My recent indiegogo campaign has elicited a flurry of emails from people looking for support and advice on projects of their own. I’ve attempted a few fundraising efforts — one that failed, one that supported inner city kids (and got me to Everest Base Camp), and another that had me running the 2011 NYC marathon (never again!). I’ve noticed a few patterns surrounding the psychology of asking…More...
I can guarantee it WILL change the life of others.
For the next 48 hours, I’m offering a special incentive. Those who donate a minimum of $100 to the Light Campaign will receive a free one hour phone session with yours truly.
Things we can talk about:
You’re feeling dissatisfied, unsettled. You want better than what life is presenting to you. You want to provide for yourself and your family. Maybe you’d describe yourself as unhappy.
No matter where I’ve gone in the world (or who I’ve worked with: students, prisoners, corporate executives, entrepreneurs, monks), I’ve seen two typical responses to this situation.
Option A — Action Paralysis
What does this mean? Ideas aren’t in short supply,…
Pick up the phone and ask someone to meet you for lunch. Invite someone you’d like to learn from, someone you could get to know a little better.
Choose four questions to bring along with you:
- What advice would you have given yourself five years ago?
- Favorite aspect of your work?
- Most challenging part of your job?
- You can pick one person to have coffee with. Who would it be?
- Where do you go for…
If you think your life’s purpose needs to hit you like a lightning bolt, you’ll overlook the little day-to-day things that fascinate you.
Now get to work.
It’s a new day. Yesterday’s failures aren’t so important. Tomorrow is still sleeping.
Work that matters isn’t going to come to you.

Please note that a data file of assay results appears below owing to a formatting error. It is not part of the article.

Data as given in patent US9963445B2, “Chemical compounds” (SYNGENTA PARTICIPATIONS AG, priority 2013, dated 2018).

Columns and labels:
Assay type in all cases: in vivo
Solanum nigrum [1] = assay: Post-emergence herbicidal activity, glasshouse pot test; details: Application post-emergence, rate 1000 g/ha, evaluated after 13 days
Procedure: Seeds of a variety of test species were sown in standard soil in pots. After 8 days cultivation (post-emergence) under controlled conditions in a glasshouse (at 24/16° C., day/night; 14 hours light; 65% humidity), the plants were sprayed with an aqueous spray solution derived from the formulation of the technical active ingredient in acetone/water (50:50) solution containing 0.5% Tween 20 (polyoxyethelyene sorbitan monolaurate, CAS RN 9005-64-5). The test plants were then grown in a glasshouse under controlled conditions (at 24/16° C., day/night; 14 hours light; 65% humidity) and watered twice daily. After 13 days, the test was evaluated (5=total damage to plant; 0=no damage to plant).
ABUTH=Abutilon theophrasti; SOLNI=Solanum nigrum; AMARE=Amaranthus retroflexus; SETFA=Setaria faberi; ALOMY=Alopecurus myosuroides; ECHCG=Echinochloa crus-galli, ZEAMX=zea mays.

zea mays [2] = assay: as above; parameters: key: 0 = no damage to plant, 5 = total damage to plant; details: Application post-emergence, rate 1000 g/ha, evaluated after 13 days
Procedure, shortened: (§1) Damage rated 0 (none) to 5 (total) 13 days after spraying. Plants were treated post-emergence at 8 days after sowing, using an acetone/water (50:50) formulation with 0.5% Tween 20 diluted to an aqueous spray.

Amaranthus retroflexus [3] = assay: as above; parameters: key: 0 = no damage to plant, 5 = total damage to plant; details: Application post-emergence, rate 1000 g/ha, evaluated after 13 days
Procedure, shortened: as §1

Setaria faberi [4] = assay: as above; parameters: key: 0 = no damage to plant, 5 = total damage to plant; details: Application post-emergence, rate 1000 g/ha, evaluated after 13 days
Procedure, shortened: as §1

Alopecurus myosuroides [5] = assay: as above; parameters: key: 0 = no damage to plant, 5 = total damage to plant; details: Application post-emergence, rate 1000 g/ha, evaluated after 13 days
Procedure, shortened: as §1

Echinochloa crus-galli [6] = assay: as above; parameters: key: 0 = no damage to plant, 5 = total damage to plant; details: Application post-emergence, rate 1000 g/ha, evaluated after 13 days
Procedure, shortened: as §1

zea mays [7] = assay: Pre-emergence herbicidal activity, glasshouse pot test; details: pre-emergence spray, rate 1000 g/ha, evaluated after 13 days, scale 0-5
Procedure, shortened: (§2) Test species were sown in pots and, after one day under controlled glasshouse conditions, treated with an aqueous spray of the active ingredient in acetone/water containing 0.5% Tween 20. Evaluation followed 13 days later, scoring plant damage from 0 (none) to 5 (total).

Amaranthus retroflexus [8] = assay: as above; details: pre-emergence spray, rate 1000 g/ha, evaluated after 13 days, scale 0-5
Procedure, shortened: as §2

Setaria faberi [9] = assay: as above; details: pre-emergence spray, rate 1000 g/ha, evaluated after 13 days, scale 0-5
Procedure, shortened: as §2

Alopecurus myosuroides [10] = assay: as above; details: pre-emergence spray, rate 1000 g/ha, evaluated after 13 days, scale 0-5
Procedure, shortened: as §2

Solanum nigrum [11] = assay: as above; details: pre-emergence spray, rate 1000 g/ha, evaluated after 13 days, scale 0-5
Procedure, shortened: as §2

They may never call.
Your project might not be accepted.
He isn’t going to change his mind.
Make a list of what you want to accomplish — the things that really, truly matter. Outline the steps you need to take to move closer to those dreams, no matter how small. Focus…More...
While fundraising for the Discover Outdoors Foundation, I learned Nepal is one of the poorest countries in the world. One quarter of its people live on less than $1 a day and barely half of them are literate. After some research and plenty of emails, I found a local agency that places volunteers in projects across the country. My bags are filled with crayons, games and animal balloons,…More...
Some days you won’t be great. You’ll feel less than your best, you’ll deliver a “B” performance, perhaps even a solid “C.” Your “C” may be someone else’s “A” — maybe not.
Maybe no one notices you’re not your best. Instead, they see you there, present, ready for the job, sitting in the chair, showing up for work.
Statistics begin to lean in your favor. The more ticks you make by…More...
When I signed up to raise $9,000 for the Discover Outdoors Foundation, I figured it was going to be work, but I didn’t realize how much. Fundraising is hard. Really, really hard. And it takes more time and effort than you think. A few things I learned:
1. This will be a focused commitment.
You’re fooling yourself if you think people will simply hand over money. They…More...
- Decide to get it done. Commit. Go.
- Goals will keep you on track.
- Fears take on tricky disguises. Call them out or enlist the help of someone who can.
- Helping others is one of the best things you can do with your time.
- You will learn more traveling than sitting in a classroom.
- Relationships are containers for growth.
- Be kind.
- Laugh more.
- It’s OK to make mistakes.
- It’s OK to admit you’re wrong.
- It’s OK to say no.
- Sometimes you…
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